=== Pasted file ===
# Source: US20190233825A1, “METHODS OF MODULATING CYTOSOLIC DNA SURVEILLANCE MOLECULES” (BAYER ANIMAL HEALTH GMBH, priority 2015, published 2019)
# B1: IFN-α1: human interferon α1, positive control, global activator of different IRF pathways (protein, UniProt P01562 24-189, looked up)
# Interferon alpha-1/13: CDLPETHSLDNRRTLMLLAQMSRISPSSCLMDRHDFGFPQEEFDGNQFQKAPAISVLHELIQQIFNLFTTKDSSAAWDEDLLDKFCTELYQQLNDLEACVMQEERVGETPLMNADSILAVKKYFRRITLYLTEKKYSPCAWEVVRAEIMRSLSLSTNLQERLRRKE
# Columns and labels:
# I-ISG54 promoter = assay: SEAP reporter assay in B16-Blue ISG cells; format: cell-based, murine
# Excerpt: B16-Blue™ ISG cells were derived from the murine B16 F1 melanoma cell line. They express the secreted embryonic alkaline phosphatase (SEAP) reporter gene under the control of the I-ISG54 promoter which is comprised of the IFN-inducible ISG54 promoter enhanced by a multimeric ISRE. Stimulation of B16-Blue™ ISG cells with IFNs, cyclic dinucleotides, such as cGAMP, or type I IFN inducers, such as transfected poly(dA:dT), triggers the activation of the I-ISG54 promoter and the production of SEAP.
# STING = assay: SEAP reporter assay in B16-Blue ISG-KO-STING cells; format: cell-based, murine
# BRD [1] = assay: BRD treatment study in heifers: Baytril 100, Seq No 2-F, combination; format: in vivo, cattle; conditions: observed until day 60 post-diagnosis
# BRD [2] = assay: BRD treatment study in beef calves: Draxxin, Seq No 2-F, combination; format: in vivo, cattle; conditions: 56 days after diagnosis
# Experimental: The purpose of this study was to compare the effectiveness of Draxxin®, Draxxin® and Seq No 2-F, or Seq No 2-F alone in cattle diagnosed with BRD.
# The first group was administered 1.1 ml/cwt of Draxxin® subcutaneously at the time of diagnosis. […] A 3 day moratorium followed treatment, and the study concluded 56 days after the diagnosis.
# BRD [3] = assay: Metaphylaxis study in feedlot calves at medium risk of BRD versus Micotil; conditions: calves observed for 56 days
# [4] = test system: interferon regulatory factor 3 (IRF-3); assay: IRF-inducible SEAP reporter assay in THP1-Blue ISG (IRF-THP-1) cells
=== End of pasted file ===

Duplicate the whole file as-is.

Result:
# Source: US20190233825A1, “METHODS OF MODULATING CYTOSOLIC DNA SURVEILLANCE MOLECULES” (BAYER ANIMAL HEALTH GMBH, priority 2015, published 2019)
# B1: IFN-α1: human interferon α1, positive control, global activator of different IRF pathways (protein, UniProt P01562 24-189, looked up)
# Interferon alpha-1/13: CDLPETHSLDNRRTLMLLAQMSRISPSSCLMDRHDFGFPQEEFDGNQFQKAPAISVLHELIQQIFNLFTTKDSSAAWDEDLLDKFCTELYQQLNDLEACVMQEERVGETPLMNADSILAVKKYFRRITLYLTEKKYSPCAWEVVRAEIMRSLSLSTNLQERLRRKE
# Columns and labels:
# I-ISG54 promoter = assay: SEAP reporter assay in B16-Blue ISG cells; format: cell-based, murine
# Excerpt: B16-Blue™ ISG cells were derived from the murine B16 F1 melanoma cell line. They express the secreted embryonic alkaline phosphatase (SEAP) reporter gene under the control of the I-ISG54 promoter which is comprised of the IFN-inducible ISG54 promoter enhanced by a multimeric ISRE. Stimulation of B16-Blue™ ISG cells with IFNs, cyclic dinucleotides, such as cGAMP, or type I IFN inducers, such as transfected poly(dA:dT), triggers the activation of the I-ISG54 promoter and the production of SEAP.
# STING = assay: SEAP reporter assay in B16-Blue ISG-KO-STING cells; format: cell-based, murine
# BRD [1] = assay: BRD treatment study in heifers: Baytril 100, Seq No 2-F, combination; format: in vivo, cattle; conditions: observed until day 60 post-diagnosis
# BRD [2] = assay: BRD treatment study in beef calves: Draxxin, Seq No 2-F, combination; format: in vivo, cattle; conditions: 56 days after diagnosis
# Experimental: The purpose of this study was to compare the effectiveness of Draxxin®, Draxxin® and Seq No 2-F, or Seq No 2-F alone in cattle diagnosed with BRD.
# The first group was administered 1.1 ml/cwt of Draxxin® subcutaneously at the time of diagnosis. […] A 3 day moratorium followed treatment, and the study concluded 56 days after the diagnosis.
# BRD [3] = assay: Metaphylaxis study in feedlot calves at medium risk of BRD versus Micotil; conditions: calves observed for 56 days
# [4] = test system: interferon regulatory factor 3 (IRF-3); assay: IRF-inducible SEAP reporter assay in THP1-Blue ISG (IRF-THP-1) cells